With January first marking the start of many people's self-improvement projects, Lourdes Garcia Navarro shares a story she reported earlier this year about plastic surgery in Brazil.
This story first aired on All Things Considered on Oct. 7, 2014.
LOURDES GARCIA-NAVARRO, HOST:
You may beat taking this slogan to heart today - a new year, a new you. It could mean today, for example, on January 1, you're starting a diet or new workout or maybe you're simply vowing to use more sunscreen or to stop drinking. Well, these new year's resolutions to feel and look better remind me of a story I reported earlier this year about plastic surgery in Brazil.
Brazil is now the world leader in plastic surgery. It has surpassed the United States in the number of procedures, even though the U.S. has more people with more disposable income than Brazil. As I found out, many Brazilian women see surgical beautification as a right and not a privilege, and that includes Janet and Jaqueline Timal. They are 40-something-year-old sisters, and they have what they call a plastic surgery fund.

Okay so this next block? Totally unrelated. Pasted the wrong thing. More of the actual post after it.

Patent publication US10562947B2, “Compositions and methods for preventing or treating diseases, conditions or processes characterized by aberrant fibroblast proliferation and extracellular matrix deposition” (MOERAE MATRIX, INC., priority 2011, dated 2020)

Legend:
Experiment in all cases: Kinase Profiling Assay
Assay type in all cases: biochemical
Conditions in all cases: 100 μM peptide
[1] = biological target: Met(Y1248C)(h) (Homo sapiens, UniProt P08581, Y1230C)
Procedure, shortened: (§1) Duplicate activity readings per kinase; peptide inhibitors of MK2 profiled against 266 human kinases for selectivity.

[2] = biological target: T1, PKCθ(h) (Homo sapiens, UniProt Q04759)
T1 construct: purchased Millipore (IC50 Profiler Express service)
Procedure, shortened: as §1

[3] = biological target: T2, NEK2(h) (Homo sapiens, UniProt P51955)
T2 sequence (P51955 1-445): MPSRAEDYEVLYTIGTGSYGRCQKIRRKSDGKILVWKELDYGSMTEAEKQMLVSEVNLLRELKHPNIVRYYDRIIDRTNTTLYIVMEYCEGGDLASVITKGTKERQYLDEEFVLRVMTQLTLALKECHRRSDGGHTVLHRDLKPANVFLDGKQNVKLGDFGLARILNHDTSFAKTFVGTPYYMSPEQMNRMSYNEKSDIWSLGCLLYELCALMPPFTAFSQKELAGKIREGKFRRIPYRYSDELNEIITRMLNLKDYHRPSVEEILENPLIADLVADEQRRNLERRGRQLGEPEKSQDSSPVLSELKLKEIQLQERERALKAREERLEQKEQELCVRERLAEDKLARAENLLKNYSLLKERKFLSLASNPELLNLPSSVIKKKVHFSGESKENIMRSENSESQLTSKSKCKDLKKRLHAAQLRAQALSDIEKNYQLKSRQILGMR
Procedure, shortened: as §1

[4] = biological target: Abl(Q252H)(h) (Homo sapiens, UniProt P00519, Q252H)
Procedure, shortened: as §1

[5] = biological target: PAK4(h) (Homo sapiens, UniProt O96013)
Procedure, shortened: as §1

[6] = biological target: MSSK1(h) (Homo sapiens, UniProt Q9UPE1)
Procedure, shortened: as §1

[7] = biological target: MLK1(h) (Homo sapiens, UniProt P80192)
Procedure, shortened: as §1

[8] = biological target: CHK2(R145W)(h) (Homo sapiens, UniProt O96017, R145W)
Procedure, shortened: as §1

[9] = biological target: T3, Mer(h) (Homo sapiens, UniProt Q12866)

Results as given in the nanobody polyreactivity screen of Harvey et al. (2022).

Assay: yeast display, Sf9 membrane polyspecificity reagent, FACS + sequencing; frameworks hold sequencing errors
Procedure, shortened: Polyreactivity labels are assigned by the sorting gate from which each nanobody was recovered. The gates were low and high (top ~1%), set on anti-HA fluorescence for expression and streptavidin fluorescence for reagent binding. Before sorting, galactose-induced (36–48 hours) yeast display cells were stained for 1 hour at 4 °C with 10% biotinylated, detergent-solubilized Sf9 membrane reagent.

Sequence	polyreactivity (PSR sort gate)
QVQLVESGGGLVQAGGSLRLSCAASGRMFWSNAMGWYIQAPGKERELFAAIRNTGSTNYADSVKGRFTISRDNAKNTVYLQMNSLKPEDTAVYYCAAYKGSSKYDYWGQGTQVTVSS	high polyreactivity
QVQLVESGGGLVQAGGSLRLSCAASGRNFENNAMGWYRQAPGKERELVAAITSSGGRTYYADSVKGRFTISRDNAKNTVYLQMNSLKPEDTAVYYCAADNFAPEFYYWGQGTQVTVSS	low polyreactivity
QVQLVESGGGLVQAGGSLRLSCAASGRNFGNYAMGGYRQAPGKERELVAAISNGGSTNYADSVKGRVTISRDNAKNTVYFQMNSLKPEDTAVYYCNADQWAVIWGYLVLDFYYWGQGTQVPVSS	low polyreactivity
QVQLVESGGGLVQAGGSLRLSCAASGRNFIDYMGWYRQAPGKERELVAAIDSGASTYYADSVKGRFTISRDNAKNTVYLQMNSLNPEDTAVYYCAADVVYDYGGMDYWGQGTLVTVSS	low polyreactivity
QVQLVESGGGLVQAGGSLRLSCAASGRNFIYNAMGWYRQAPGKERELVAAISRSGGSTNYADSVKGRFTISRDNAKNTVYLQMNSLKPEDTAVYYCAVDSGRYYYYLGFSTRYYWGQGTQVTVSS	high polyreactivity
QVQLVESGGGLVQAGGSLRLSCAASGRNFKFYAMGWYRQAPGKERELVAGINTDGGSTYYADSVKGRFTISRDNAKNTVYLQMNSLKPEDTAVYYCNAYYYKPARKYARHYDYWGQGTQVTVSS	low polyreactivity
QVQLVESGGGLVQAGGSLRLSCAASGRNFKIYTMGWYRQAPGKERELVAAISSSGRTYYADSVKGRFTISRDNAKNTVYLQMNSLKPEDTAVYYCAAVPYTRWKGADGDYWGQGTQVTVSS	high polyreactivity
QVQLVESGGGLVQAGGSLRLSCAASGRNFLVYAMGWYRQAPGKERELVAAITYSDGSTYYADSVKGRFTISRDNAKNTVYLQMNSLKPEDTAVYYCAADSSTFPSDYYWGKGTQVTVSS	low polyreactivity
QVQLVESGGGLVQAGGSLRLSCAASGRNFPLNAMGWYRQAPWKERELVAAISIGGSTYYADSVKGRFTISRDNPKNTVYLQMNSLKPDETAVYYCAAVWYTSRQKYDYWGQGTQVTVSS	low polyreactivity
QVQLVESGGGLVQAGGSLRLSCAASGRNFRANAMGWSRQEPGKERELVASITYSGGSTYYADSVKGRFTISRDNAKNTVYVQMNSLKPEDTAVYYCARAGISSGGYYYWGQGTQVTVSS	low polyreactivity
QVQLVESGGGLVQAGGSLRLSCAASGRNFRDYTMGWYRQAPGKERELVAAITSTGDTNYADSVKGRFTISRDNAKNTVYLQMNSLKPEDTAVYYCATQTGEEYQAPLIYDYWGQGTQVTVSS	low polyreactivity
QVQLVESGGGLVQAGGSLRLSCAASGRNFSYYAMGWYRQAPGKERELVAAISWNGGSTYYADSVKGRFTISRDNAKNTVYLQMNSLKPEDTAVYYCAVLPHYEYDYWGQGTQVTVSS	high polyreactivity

JAQUELINE TIMAL: (Through translator) I'm always saving money. When I see I've gotten enough money for another surgery, I do it.
GARCIA-NAVARRO: That's Jaqueline. She's had breast implants put in and also a tummy tuck. She's here today to do the famed Brazilian butt lift, which is the same as a boob job, but on your backside. Janet has had a tummy tuck, too, and she's also doing her breasts. That'll be five surgeries between them when this round is done. They both say this isn't about bankrupting themselves for beauty, but rather the opposite. Jaqueline says she sees the procedures as an investment.
TIMAL: (Through translator) I think we invest in beauty because it's very important for women here. You can get a better job because here, they want a good appearance, a better marriage because men care about the way you look.
GARCIA-NAVARRO: Janet and Jaqueline aren't rich - far from it. Even with the surgery fund, they wouldn't be able to afford to pay for all those cosmetic procedures, they say, unless they did it here.